In 1931, Hurston returned to Plateau, the African-centric community three miles from Mobile founded by Cudjo and other former slaves from his ship. Spending more than three months there, she talked in depth with Cudjo about the details of his life. During those weeks, the young writer and the elderly formerly enslaved man ate peaches and watermelon that grew in the backyard and talked about Cudjo’s past—memories from his childhood in Africa, the horrors of being captured and held in a barracoon for selection by American slavers, the harrowing experience of the Middle Passage packed with more than 100 other souls aboard the Clotilda, and the years he spent in slavery until the end of the Civil War.

Based on those interviews, featuring Cudjo’s unique vernacular, and written from Hurston’s perspective with the compassion and singular style that have made her one of the preeminent American authors of the twentieth-century, Barracoon brilliantly illuminates the tragedy of slavery and of one life forever defined by it. Offering insight into the pernicious legacy that continues to haunt us all, black and white, this poignant and powerful work is an invaluable contribution to our shared history and culture.


April 2019 — Selection

Becoming
by Michelle Obama


Crown (Nov 13, 2018)
List Price: $32.50
Format: Hardcover
Classification: Nonfiction
ISBN: 9781524763138
Page Count: 400

Read AALBC.com’s Review of Becoming

Synopsis: 

An intimate, powerful, and inspiring memoir by the former First Lady of the United States



In a life filled with meaning and accomplishment, Michelle Obama has emerged as one of the most iconic and compelling women of our era. As First Lady of the United States of America—the first African-American to serve in that role--she helped create the most welcoming and inclusive White House in history, while also establishing herself as a powerful advocate for women and girls in the U.S. and around the world, dramatically changing the ways that families pursue healthier and more active lives, and standing with her husband as he led America through some of its most harrowing moments. Along the way, she showed us a few dance moves, crushed Carpool Karaoke, and raised two down-to-earth daughters under an unforgiving media glare.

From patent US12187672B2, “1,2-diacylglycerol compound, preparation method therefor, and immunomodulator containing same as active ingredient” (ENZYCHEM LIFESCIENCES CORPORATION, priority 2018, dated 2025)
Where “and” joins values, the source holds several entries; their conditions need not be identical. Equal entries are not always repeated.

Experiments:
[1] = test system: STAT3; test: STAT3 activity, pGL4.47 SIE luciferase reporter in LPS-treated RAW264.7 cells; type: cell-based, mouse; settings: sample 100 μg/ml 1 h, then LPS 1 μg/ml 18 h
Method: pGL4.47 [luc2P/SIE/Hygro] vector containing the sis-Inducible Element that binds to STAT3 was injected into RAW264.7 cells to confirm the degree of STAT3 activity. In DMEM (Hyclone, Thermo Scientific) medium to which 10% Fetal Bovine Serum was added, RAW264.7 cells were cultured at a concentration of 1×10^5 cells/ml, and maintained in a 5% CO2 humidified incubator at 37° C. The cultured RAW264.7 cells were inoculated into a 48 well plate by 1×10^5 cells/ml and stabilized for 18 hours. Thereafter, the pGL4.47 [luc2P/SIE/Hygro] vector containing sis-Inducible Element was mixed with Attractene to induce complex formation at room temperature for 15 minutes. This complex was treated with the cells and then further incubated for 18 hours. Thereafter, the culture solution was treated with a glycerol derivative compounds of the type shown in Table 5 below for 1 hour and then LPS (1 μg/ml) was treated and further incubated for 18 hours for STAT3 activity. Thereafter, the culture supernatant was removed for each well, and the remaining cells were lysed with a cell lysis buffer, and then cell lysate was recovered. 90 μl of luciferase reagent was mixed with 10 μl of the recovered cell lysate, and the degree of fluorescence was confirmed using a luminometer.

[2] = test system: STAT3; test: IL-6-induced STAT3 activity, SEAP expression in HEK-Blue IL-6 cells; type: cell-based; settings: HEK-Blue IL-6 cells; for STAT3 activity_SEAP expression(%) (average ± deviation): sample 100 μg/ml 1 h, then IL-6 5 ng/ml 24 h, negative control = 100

In her memoir, a work of deep reflection and mesmerizing storytelling, Michelle Obama invites readers into her world, chronicling the experiences that have shaped her—from her childhood on the South Side of Chicago to her years as an executive balancing the demands of motherhood and work, to her time spent at the world’s most famous address. With unerring honesty and lively wit, she describes her triumphs and her disappointments, both public and private, telling her full story as she has lived it--in her own words and on her own terms. Warm, wise, and revelatory, Becoming is the deeply personal reckoning of a woman of soul and substance who has steadily defied expectations--and whose story inspires us to do the same.